Virginia this week joins the rest of the nation in celebrating “National School Choice Week” from a special position: As one of 11 states with an education choice program offering new options to students in need of them.
For the first time, private donors who want to help children find those new options will be able to receive a 65 percent state tax credit for lending a hand.
Legislation approved last year created the “Education Improvement Scholarships Tax Credit,” allowing individuals and businesses to receive a 65 percent credit on their state taxes for donating to a qualified scholarship foundation. The scholarship foundation, in turn, provides scholarships so that students can attend the private school of their choice.
Most importantly, the help is aimed squarely at children who don’t otherwise have a choice: low-income and working class families. To be eligible, families must have annual incomes of less than 300 percent of poverty (or about $69,000 for a family of four); in the case of a child with disabilities, that limit rises to 400 percent of poverty ($92,000 for a family of
Those levels don’t leave much discretionary income for private school. Yet, too often, these are exactly the children most in need of alternative educational settings.
While Virginia enjoys a well-deserved reputation for having one of the best public education system, one doesn’t need to look far to find children who are not thriving in their current school setting – or schools that are failing. Nor is it simply a matter of funding – one elementary school in Northern Virginia has failed to be fully accredited for 10 of the last 11
years despite school division funding of more than $17,000 per student a year.
Gerard Robinson, who served as Governor Bob McDonnell’s first Secretary of Education and who recently completed a tour as Florida’s Education Secretary, notes that the new law will give new hope to educationally at-risk children.
“Everywhere these laws have been enacted, they’ve given new freedom and new choices to families that have typically had neither,” Robinson says. “In Florida, more than 50,000 low-income children wake up each morning with a new opportunity because of the tax-credit scholarship program there. In Pennsylvania, more than 45,000 children have the same freedom of choice. And in Georgia, where I sit on the Board of the GOAL Scholarship Program, the Peach State’s largest scholarship organization, more than 11,000 children are receiving scholarships only four years after the law was passed.”
“The key,” Robinson declares, “is to focus on the least among us – the kids who need the help the most and who won’t make it without that extra boost. If that remains the focus of Virginia scholarship foundations, they are going to make a profound difference in the lives of thousands of children.”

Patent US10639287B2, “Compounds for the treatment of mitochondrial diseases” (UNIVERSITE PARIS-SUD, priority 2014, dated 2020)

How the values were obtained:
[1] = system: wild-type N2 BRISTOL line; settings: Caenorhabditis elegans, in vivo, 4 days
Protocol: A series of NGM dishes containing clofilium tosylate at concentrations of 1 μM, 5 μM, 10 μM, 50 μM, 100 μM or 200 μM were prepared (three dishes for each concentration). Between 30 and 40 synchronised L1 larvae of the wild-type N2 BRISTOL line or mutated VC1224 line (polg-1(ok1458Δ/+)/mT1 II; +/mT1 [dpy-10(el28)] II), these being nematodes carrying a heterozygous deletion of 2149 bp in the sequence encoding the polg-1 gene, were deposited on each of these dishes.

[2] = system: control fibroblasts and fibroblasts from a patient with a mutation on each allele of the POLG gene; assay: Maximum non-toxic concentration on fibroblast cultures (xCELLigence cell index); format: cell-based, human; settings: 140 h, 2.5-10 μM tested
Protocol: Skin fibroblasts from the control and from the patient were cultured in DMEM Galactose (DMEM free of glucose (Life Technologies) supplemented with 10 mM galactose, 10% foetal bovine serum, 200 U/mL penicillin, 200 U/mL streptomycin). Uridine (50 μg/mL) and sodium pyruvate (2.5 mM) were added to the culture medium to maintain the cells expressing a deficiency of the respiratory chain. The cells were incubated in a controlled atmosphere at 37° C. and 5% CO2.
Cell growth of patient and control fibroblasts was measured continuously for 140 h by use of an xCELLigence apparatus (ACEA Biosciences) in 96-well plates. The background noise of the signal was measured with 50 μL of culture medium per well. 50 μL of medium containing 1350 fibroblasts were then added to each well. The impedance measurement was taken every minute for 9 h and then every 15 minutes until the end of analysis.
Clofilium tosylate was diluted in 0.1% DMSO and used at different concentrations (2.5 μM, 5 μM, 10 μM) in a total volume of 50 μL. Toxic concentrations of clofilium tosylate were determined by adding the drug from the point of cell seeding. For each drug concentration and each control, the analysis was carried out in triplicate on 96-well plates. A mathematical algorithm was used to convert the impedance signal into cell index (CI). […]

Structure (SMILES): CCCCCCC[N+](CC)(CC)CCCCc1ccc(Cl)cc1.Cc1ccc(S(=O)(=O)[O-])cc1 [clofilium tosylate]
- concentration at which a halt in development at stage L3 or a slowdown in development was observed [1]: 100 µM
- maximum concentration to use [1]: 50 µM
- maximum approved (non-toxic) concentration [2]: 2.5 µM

But children won’t be helped until scholarship foundations are formed, and money is raised. Five Virginia scholarship foundations are now up and running, with more expected to be approved by the Virginia Department of Education before the end of the year. A number of these foundations will likely focus on assisting children attending particular faith-based schools. Others, like the Great Aspirations Scholarship Program (GRASP) plan to focus on helping children with disabilities. Scholarships probably won’t be given out until the next school year, but the foundations were able to start raising funds to help the kids on January 1.
Donating to a scholarship foundation involves some extra tax paperwork, but the donor not only gets the 65 percent tax credit but also state and federal tax deductions. Details obtained through a special state Department of Education website (http://www.doe.virginia.gov/school_finance/scholarships_tax_credits/) or by contacting the scholarship foundations directly.
The five approved scholarship foundations so far are the ACSI Children’s Tuition Fund (www.acsi.org), Faith First Educational Assistance Corporation (www.faithschoice.org), Great Aspirations Scholarship Program (www.grasp4virginia.com), McMahon-Parater Foundation for Education (www.mcmahonparater.org), and the Richmond Jewish Foundation (www.rjfoundation.org).
Choice advocates in Virginia won a ten-year battle with passage of the Education Scholarships Tax Credit Act. Now, the hard part of making certain scholarship foundations successfully provide opportunities to children begins.
Chris Braunlich is vice president of the Thomas Jefferson Institute for Public Policy. The views expressed here are his own and do not necessary reflect the opinions of the Institute or its Board of Directors. He may be reached at c.Braunlich@att.net.